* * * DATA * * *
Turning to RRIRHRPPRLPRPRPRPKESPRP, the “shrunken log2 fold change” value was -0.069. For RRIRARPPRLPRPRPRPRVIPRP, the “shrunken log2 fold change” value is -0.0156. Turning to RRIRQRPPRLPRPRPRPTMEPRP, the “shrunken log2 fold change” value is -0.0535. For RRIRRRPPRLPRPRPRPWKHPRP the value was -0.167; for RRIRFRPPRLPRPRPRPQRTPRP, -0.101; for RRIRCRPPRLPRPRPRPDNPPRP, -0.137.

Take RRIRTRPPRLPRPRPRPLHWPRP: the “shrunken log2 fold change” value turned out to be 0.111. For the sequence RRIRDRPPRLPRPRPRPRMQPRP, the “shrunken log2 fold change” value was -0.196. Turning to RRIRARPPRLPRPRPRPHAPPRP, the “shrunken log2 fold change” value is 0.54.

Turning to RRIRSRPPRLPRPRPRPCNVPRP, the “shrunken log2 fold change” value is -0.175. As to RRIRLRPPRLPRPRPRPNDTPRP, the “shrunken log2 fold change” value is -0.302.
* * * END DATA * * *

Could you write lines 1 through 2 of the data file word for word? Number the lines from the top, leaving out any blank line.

Turning to RRIRHRPPRLPRPRPRPKESPRP, the “shrunken log2 fold change” value was -0.069. For RRIRARPPRLPRPRPRPRVIPRP, the “shrunken log2 fold change” value is -0.0156. Turning to RRIRQRPPRLPRPRPRPTMEPRP, the “shrunken log2 fold change” value is -0.0535. For RRIRRRPPRLPRPRPRPWKHPRP the value was -0.167; for RRIRFRPPRLPRPRPRPQRTPRP, -0.101; for RRIRCRPPRLPRPRPRPDNPPRP, -0.137.

Take RRIRTRPPRLPRPRPRPLHWPRP: the “shrunken log2 fold change” value turned out to be 0.111. For the sequence RRIRDRPPRLPRPRPRPRMQPRP, the “shrunken log2 fold change” value was -0.196. Turning to RRIRARPPRLPRPRPRPHAPPRP, the “shrunken log2 fold change” value is 0.54.